NCPA - National Center for Policy Analysis


July 26, 2005

A congressional conference committee is reconciling differences between the Senate and House versions of the 2005 energy bill. One of the most important differences is a "Renewable Portfolio Standard" (RPS) that appears in the Senate version but was rejected by the House, says Bob Michaels, an adjunct scholar with the National Center for Policy Analysis.

The RPS would require all electric utilities selling more than 4 million kilowatt-hours (kwh) per year -- which would include all major and many minor electric power systems -- to obtain at least 10 percent of their power from "renewable" sources by 2020. Renewables are sources that are not fossil-fueled, nuclear or hydroelectric. Eligible renewables include windmills, solar power, waste burning, geothermal, landfill gas and exotic sources like the tides.

Superficially the RPS appears benign:

  • It will foster the construction of pollution-free electric power sources and lower the risks of continued dependence on fossil fuels.
  • In reality it is a new tax levied on electricity consumers, who will pay for these expensive resources through higher electric bills.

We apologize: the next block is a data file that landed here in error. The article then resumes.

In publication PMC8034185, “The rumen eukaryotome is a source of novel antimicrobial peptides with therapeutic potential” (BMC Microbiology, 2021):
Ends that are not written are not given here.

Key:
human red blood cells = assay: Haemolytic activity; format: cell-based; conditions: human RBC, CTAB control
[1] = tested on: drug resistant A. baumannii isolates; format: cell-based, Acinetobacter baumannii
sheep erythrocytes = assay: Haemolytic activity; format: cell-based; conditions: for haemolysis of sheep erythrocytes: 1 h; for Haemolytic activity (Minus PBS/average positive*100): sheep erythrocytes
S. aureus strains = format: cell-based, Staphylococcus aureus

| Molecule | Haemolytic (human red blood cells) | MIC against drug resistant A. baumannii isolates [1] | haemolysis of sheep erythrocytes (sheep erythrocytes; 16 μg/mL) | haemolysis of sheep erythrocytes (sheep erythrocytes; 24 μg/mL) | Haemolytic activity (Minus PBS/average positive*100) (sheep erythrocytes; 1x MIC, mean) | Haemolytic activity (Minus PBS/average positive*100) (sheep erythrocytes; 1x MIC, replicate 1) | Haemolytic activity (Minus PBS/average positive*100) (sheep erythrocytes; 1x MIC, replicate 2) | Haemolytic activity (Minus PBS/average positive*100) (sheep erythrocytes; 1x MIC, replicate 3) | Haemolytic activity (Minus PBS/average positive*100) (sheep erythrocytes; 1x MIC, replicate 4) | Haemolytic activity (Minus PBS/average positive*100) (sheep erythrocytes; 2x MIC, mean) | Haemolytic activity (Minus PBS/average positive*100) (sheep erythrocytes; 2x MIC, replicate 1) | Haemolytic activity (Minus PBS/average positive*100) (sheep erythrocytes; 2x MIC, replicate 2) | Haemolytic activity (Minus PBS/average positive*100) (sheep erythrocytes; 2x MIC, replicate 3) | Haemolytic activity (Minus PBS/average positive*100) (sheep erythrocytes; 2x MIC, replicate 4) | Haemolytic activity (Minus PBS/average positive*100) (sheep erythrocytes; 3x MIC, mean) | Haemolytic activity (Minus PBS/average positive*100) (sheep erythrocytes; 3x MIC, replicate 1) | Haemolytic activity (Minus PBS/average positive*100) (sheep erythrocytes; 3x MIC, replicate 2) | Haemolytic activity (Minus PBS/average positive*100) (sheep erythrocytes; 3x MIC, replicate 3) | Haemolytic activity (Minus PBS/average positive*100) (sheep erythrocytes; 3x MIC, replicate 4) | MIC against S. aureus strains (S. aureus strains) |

• Few if any of the proceeds will accrue to developers of sources like solar energy, which will lose badly in most competitive electric utility resource procurements.
  • The greatest beneficiaries will be investors in windmills, who are already subsidized 1.8 cents for every kilowatt hour (kwh) they produce.

Supporters of renewables continue to claim that they are an "infant industry" that needs subsidies and protection from competition while it becomes economically viable. Most renewable technologies have been with us for decades, and so have the subsidies. There is little reason to expect that an RPS will finally make them competitive, says Michaels.

Source: Bob Michaels, "An Ill Wind for Consumers: The Energy Bill," National Center for Policy Analysis, Brief Analysis No. 522, July 26, 2005.


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